Well, it can always be freer. I mean the base VM is FOSS, but the plugins definitely are not free at all - remote desktop server, and USB 2 support being the most common reasons to install the extension pack. Sure there's other features, but they're more niche (e.g., PXE support, webcam pass through, PCI pass though).

Comment: Re:screw fitness bands. (Score 4, Informative) 69

by tlhIngan (#48940775) Attached to: Reverse Engineering the Nike+ FuelBand's Communications Protocol

the privacy policy insists they sell de-identified data (because metadata is a dirty word these days) to third parties

Metadata is NOT de-identified data. Metadata is data about data, while de-identified data is anonymized data.

Metadata would be for example how often and when you upload your results to their website, but nothing on what you ran or for how long and all that (that's data). The data itself would be your track, pace, location and all that information, tied to you.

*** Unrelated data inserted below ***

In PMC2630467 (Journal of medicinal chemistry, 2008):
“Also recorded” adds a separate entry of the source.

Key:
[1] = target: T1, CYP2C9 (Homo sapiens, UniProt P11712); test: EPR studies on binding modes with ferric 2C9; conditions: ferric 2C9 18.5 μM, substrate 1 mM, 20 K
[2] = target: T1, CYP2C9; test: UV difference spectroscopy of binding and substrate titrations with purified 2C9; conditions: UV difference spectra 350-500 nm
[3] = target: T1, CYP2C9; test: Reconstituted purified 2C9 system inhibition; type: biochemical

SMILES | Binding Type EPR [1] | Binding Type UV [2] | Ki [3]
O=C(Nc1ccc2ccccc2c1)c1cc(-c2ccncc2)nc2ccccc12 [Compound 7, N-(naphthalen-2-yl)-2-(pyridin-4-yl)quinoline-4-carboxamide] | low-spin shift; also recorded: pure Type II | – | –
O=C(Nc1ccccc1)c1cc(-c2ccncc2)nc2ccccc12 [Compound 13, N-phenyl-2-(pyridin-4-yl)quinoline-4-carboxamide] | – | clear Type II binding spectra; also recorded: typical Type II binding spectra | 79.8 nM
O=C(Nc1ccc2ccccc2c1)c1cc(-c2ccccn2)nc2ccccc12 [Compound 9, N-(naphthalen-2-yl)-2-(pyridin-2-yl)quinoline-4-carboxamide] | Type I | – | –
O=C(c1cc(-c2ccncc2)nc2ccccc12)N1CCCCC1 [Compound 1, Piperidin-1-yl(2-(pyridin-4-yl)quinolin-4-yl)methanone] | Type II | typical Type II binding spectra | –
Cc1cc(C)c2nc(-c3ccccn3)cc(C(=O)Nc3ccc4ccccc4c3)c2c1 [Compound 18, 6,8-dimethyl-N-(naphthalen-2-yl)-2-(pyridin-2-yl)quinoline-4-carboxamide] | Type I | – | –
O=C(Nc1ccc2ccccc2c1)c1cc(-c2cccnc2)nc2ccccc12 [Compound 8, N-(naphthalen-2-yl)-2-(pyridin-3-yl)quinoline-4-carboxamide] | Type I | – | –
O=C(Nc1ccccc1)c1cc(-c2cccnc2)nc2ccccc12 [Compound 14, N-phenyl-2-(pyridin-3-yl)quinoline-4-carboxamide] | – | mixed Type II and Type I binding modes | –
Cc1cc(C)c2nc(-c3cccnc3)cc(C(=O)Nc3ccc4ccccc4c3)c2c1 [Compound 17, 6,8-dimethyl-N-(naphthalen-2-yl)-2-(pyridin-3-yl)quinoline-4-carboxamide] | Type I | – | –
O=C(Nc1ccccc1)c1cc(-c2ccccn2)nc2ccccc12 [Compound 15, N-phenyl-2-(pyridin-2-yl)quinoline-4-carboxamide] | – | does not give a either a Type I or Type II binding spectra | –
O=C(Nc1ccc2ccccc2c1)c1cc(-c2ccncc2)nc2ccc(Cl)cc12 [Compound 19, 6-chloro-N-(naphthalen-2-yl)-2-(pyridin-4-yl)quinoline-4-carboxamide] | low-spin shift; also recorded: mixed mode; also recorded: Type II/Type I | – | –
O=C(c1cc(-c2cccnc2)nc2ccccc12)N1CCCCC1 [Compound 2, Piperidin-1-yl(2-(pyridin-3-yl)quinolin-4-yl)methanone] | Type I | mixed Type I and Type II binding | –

De-identifying the data would mean advertisers get access to your track, pacing and other stuff, but with no name attached, and maybe even missing a few reporting points so your address isn't obvious by looking at the endpoints.

It's not that metadata is a bad term - it's reasonably accurate because it's the difference between say, a pen recorder and a wiretap recorder (ohe records details about the call, the other records the call itself). Or recording IP headers over recording packet contents.

You deal in metadata a lot - a file name is metadata - it's not a part of the file's contents (the data), just like the date and other details. You can get access to file metadata quite easily even if you can't read the file itself (and it's not possible to read the file without being able to access the metadata).

Comment: Re:What? (Score 2) 76

by tlhIngan (#48937651) Attached to: Alibaba Face Off With Chinese Regulator Over Fake Products

Hmmmm.... somehow I thought that knockoffs are legal in China? Maybe only if they knockoff another Chinese manufacturer? Maybe only if they sell it to a Chinese person?

Ironically, it's more a case of "ripping off your own products".

Knockoffs are legal... if they're of a non-Chinese good.

But try to knock off a Chinese product or even pirate a Chinese product (say a DVD or something) and China Does Something About It(tm). There have been more than a few piracy groups busted for pirating Chinese movies and TV series.